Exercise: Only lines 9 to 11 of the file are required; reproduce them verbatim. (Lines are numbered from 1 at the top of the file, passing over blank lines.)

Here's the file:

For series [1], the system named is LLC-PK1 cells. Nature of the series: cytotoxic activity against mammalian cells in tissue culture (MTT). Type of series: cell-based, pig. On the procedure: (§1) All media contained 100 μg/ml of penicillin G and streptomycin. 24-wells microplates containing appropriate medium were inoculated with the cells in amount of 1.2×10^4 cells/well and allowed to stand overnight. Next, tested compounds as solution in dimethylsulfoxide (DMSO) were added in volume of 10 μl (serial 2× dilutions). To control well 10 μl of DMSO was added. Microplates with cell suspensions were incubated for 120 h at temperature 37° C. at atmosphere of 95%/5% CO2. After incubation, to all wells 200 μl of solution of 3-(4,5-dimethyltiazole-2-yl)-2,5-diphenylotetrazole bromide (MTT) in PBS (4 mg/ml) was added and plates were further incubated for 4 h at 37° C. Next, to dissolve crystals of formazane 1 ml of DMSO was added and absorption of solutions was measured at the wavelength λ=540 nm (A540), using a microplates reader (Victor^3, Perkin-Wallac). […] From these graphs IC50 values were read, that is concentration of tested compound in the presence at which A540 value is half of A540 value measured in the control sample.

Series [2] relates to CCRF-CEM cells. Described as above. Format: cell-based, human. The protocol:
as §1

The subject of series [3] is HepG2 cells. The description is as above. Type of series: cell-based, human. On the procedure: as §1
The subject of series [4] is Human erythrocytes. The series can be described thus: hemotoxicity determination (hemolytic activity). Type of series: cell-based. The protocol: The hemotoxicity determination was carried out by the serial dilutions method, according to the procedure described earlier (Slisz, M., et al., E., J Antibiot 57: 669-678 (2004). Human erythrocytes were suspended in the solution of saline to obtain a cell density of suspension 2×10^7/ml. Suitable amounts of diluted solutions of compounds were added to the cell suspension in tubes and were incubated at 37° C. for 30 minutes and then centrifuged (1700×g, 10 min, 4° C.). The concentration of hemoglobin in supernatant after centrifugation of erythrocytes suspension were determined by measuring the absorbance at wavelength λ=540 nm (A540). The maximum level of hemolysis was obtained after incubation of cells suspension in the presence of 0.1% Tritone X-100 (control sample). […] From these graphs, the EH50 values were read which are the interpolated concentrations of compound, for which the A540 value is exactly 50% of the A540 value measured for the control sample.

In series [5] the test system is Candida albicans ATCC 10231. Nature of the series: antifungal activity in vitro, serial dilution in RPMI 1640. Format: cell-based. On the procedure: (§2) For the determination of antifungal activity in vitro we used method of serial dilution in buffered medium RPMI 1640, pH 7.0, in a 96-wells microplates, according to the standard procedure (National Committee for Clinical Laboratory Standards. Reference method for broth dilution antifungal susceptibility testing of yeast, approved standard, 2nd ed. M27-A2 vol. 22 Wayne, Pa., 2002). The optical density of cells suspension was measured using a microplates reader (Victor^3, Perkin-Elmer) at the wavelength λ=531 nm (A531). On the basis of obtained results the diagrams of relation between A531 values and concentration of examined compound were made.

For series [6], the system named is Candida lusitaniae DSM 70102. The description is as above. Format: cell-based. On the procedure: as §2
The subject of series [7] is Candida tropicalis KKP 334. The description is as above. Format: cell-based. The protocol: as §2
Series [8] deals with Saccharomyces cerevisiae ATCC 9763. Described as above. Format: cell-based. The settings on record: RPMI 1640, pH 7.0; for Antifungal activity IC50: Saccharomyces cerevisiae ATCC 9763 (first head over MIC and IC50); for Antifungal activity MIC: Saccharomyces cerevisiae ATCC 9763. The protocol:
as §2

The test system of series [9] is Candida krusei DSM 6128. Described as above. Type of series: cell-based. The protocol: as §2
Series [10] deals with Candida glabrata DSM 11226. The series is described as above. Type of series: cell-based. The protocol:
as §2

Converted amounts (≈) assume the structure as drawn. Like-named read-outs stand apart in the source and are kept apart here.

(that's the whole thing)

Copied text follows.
Series [8] deals with Saccharomyces cerevisiae ATCC 9763. Described as above. Format: cell-based. The settings on record: RPMI 1640, pH 7.0; for Antifungal activity IC50: Saccharomyces cerevisiae ATCC 9763 (first head over MIC and IC50); for Antifungal activity MIC: Saccharomyces cerevisiae ATCC 9763. The protocol:
as §2

The test system of series [9] is Candida krusei DSM 6128. Described as above. Type of series: cell-based. The protocol: as §2